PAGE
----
A strain, sprain or pull often relates to overloading the leg leading to the suspensory ligament to give way. In severe cases the ligament can rupture and even fracture bone as it tears away from the ligament.
Sports horses competing in eventing and jumping are most at risk due to the speed and increased load on the forelimbs and joints. Hind suspensory ligament injuries are more common in dressage horses due to the nature of the added strain on their hind end.
Suspensory ligament injury sign horses can be difficult to spot. Lameness levels can vary from severe to barely noticeable. If the pigment is torn then the leg may be warm, will be swollen and sensitive to touch. In the majority of cases a veterinary professional is required. Local nerve blocks and an ultrasound may assist in pinpointing the exact location of the ligament tear and X-rays are sometimes used to confirm whether any damage to the bone has taken place. As ligaments are fibrous they tend to heal poorly and can be easily reinsured.
I all cases a significant rehabilitation period will be required, often with a minimum of 12 weeks box rest but in some severe cases up to 12 months.
Deep digital flexor tendon Injuries (DDFT)
The flexor tendons, both the deep digital flexor tendon (DDFT) and the superficial digital flexor tendon (SDFT) run down the back of the limb from the level of the knee/hock and are common injuries found in sports horses.
Active and strenuous exercise can cause injury to these tendons but knocks or cuts to a tendon (such as within a fall or from another horses) can result in bruising or rupturing of the tendon. If a tendon sheath is damaged this can sometimes lead to a significant life threatening infection.
Initial treatment is most commonly a bout of box rest and anti inflammatory medications to aid inflammation reduction and provide a level of pain relief. Many horse owners resort to ice packs and reducing heat along with alternative tack products such as magnetic boots and rugs. Most importantly the horse must have a controlled exercise regime which does not allow them to repeat the injury.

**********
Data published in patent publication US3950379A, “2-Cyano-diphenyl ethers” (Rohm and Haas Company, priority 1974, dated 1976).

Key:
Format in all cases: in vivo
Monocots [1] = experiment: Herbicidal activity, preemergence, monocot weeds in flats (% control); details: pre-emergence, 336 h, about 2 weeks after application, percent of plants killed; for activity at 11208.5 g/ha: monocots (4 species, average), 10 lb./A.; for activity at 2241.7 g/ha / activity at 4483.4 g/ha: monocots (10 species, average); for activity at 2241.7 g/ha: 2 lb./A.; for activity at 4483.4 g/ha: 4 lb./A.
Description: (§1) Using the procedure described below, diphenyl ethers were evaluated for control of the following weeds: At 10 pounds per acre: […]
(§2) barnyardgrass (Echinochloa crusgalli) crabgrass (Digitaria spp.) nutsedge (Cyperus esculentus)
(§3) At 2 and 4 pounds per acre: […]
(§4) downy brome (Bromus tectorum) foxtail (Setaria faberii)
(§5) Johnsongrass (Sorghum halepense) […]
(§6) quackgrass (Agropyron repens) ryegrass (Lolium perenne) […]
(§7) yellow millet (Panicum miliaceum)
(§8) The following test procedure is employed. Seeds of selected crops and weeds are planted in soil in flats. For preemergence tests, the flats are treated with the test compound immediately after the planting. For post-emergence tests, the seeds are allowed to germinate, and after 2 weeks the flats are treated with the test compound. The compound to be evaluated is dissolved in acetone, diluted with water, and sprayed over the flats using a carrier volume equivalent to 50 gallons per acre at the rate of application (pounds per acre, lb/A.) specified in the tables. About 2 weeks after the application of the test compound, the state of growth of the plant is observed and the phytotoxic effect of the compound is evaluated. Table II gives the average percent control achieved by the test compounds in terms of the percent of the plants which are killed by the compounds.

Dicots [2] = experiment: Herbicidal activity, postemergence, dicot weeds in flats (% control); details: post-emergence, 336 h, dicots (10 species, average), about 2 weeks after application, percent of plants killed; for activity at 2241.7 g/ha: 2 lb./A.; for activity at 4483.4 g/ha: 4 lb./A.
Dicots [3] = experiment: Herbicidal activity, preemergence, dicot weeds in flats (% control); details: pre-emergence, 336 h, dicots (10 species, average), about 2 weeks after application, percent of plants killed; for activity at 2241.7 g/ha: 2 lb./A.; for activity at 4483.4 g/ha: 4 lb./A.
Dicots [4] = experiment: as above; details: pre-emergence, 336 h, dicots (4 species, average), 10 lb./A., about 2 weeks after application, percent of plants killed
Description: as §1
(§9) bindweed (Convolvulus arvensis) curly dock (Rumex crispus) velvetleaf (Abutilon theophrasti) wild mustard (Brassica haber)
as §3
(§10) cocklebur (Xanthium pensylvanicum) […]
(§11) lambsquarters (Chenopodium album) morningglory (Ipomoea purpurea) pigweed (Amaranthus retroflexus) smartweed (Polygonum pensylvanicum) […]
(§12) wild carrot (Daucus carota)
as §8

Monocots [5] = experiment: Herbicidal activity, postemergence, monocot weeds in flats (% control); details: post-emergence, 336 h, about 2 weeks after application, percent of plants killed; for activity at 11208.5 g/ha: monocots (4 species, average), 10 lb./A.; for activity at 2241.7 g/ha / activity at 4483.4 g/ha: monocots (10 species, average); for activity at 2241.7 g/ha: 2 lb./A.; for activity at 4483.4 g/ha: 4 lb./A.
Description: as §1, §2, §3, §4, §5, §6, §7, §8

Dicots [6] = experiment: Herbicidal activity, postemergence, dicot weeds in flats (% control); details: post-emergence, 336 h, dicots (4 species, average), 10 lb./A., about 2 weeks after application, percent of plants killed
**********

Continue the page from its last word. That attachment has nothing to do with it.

‘Bone Bruise’ Injuries
With sports horses their foot, knee and ankle joints are subjected to tremendous force and with these joints that force is focused on where these joints meet. This often leads to many sports horses experiencing ‘bone bruise’ created by the impact of the landing or running on hard ground. Ever had a bruised heal? You’ll know what it feels like.
Bone bruising is not serious but can result in a lameness and obvious pain for your horse. Commonly treated using nerve blocks and located using MRI scans, treatment can be expensive so in many cases most horses are given a period of rest of around 12 weeks and anti inflammatory medication.
Stress on any joint can trigger inflammation and over time repeated joint stress can lead to osteoarthritis. Extremely common in many sports horses (particularly barrel racing horses) due to the nature of impact on various joints from an active lifestyle.
Inflamed joints are found in horses competing in most disciplines and often when there is a significant change to the horses work level or intensity. The horse will likely show visible signs of being sore, particularly at the beginning of work and you may notice heat around the joint and swelling. Your veterinary professional will be able to identify the issue with an examination and may take X-rays to establish the severity of the condition. In most cases synovial fluid will be taken to ensure no infection is found within the joint.
Most horses diagnosed with joint inflammation will make a full recovery and respond best to a bout of rest and recuperation and a gradual reintroduction of exercise regimes.
Soft Tissue Injuries
Soft tissue injuries in horses are a common reason for lameness in sports horses. Often difficult to diagnose and manage, the healing process can be substantial and require considerable patience.
Soft tissue injuries are generally either from an external trauma or from a mechanical overload. When a mechanical overload occurs the tendon or ligament is stretch above their capacity. Initially the horse will have an inflammatory response creating significant swelling. External traumas can occur from blunt impact such as on a gate post or getting a leg caught in a fence.
These types of tissue injuries happen to horses across al disciplines and can occur from one particular incident or from regular minor incidents. In most cases when a soft tissue injury is diagnosed an ultrasound can be done to ascertain the damage and length of box rest. Recovery is long and should be rested until a full recovery is seen.